There was a time when reaching retirement age meant slowing down and taking in the world from the sidelines. It’s not so anymore. Today’s seniors are cut from different cloth than their parents and exist in such numbers they continue to be a force to be reckoned with in virtually every element of daily life.

“Which aspects of the economy, of society, of geography are going to be challenged? The answer is all of the above,” says Dr. Jeanne Wei, chair of the Reynolds Department of Geriatrics and executive director of the Reynolds Institute on Aging at UAMS. “We’re in the midst of this unprecedented demographic shift that is going to continue to come upon us at a rate we are not familiar with.”

According to the U.S. Census Bureau, about 16 percent of Arkansas’ estimated 2.99 million residents were age 65 or over last year, up from 14.4 percent of the Bureau’s hard count of 2.91 million in 2010. Arkansas’ growing senior population is part of a larger, more sweeping national trend associated with aging Baby Boomers, individuals born 1946 to 1964. The first wave of Boomers hit retirement age in 2011; thousands more have joined them since.

“Every single day there are 10,000 Americans turning age 65,” Wei says, “And it’s going to continue for the next 17 years or so until we reach 79 to 80 million.”

Obviously, this age bloc represents significant ramifications for many areas of daily life, starting with the labor force. Boomers are demonstrating themselves to be industrious and, overall, not great savers. These factors are keeping many in the workplace longer.

“More and more people are working beyond retirement age, partly because of economic reasons, partly because 65 is now the new 45 in terms of health,” Wei says. “Many people can continue at a rate that we used to think was not possible.”

Boomers have also been long characterized as a generation that went its own way, regardless of the social dictates of the day. The 10-year-olds captivated by Elvis in 1956, the teenagers screaming at the Beatles on Ed Sullivan in 1964, the 20-somethings cramming the field at Woodstock or fighting in the jungles of southeast Asia? All Boomers. And while the subject matter has changed in their golden years, they still won’t be told what to do.

“A few decades ago the people who anticipated this graying tsunami, if you will, thought they could build large institutions to which we would send all our elderly population,” Wei says. “But that is now meeting with some resistance.”

“Baby Boomers were the ones that set the rules and the popular way of doing things for decades and when they went to visit a nursing home to care for their parents or loved ones, they realized that’s not where they wanted to end up. They said, ‘Well, we’re not staying here,’ and they went home.”

Thus, seniors are staying in their homes longer and when they do move, it’s increasingly to independent and assisted living communities with amenities and comforts that are a far cry from the institutionalized monotony associated with many nursing homes. Such independence can be prolonged thanks to better lifelong health habits and the advancement of technology, Wei says.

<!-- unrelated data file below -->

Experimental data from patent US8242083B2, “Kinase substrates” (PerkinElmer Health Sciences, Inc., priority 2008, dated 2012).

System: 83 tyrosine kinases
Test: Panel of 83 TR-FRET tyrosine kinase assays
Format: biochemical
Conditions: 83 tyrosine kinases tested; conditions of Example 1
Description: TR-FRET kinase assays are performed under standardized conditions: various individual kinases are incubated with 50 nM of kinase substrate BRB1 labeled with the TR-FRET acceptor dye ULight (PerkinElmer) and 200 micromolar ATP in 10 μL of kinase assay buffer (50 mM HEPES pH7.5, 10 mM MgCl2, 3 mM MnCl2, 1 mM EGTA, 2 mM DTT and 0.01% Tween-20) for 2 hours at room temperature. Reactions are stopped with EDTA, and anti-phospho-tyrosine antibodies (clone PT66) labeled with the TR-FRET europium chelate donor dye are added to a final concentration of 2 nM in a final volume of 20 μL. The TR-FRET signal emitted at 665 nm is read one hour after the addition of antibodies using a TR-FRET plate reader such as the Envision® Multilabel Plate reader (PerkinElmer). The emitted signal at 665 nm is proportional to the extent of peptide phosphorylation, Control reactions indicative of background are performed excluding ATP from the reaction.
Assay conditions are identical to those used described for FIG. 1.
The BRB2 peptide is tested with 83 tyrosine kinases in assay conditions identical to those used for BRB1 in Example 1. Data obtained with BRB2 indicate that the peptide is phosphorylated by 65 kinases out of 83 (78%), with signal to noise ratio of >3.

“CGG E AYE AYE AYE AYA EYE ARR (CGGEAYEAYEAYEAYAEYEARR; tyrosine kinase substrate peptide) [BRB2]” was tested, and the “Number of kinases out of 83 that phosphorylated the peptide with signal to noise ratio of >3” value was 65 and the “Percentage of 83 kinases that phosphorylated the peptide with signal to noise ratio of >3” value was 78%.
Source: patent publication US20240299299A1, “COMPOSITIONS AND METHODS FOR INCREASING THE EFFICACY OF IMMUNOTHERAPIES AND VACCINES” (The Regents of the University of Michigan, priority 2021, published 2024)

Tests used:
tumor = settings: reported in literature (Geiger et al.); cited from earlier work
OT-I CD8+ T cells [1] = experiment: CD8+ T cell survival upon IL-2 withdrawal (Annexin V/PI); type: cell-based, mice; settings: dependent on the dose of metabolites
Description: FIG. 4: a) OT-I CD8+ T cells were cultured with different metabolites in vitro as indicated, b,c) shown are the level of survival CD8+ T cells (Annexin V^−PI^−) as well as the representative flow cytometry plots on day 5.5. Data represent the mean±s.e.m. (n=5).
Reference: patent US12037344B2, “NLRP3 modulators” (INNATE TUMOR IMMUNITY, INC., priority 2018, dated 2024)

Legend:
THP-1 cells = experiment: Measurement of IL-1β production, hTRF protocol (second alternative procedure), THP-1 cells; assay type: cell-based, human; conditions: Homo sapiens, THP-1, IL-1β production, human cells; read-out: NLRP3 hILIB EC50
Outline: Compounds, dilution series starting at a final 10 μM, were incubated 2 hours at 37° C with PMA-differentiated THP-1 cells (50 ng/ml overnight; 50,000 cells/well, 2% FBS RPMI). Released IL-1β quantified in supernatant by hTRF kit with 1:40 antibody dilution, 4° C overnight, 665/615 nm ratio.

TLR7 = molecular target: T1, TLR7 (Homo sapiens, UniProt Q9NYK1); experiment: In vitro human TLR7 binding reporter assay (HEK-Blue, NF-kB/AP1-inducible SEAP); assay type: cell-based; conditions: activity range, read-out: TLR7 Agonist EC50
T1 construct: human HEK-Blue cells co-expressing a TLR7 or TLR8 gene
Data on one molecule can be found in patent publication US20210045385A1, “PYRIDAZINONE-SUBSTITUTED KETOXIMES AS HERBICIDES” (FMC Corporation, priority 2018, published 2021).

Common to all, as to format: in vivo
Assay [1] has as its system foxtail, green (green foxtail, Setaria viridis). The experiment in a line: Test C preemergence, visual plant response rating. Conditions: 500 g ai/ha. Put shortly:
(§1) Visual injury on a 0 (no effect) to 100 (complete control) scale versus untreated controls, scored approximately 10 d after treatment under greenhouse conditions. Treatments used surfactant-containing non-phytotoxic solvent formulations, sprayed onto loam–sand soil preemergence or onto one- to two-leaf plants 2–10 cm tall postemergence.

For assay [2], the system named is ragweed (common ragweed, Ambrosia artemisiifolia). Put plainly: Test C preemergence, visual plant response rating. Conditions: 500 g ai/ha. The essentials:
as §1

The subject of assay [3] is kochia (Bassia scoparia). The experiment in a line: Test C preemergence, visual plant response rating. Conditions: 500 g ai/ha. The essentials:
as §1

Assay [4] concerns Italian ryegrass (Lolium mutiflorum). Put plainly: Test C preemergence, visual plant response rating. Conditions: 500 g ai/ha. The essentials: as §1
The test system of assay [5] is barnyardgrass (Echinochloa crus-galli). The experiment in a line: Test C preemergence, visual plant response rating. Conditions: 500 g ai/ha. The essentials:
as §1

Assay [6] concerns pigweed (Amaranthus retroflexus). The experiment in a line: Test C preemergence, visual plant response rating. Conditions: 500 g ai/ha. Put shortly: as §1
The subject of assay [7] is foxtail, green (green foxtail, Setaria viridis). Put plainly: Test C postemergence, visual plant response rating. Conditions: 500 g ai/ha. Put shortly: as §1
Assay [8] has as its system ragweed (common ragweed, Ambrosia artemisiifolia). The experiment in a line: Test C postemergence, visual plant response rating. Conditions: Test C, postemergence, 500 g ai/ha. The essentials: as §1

“Technological advances make it possible for more seniors to stay home,” she says. “This is going to help everybody in the ‘tomorrow era’ where more and more can be done at the patient’s home with all the monitors, the sensors and the wearable technology. It’s not too far off anymore; actually, it’s here.”

As for the popular notion that consumer technology is out of most seniors’ grasp, Wei says such stereotypes are fundamentally false, although she acknowledged that seniors do learn differently than their grandchildren.

“I just published a paper on the technical adaptation that seniors are willing to undertake,” Wei says. “It’s not that [seniors] don’t want to learn, it’s that it’s a huge cliff to climb. Young people shouldn’t think their grandparents or parents are going to be able to learn these things in five seconds the way they do. It’s gonna take a little bit of work, a little bit of determination and it’s going to take patience from someone else, oftentimes a younger family member who has grown up with this.”

Overall, Wei says a fundamental shift in thinking is required for multiple generations to effectively relate to one another, similar to the way marketing and service providers are figuring out how to reach the senior demographic.

“If [a retailer] says ‘senior friendly’ or ‘for the disabled’ nobody’s going to buy it. And this is true for every single thing you could imagine that makes it easier for people to operate day to day,” she says. “As a society, we can’t say ‘you’re weak’ or ‘you’re disabled’ or ‘we’re doing this for you because we know you’re headed on the downhill.’ These are the challenges we have today.”

“Once we use those terms, we put people in categories and categories aren’t always the best way to relate to one another. Unless we call everybody ‘genius’ which we could do; Albert Einstein called everyone ‘genius’ once upon a time. We might be geniuses at different things at different stages of our lives.”


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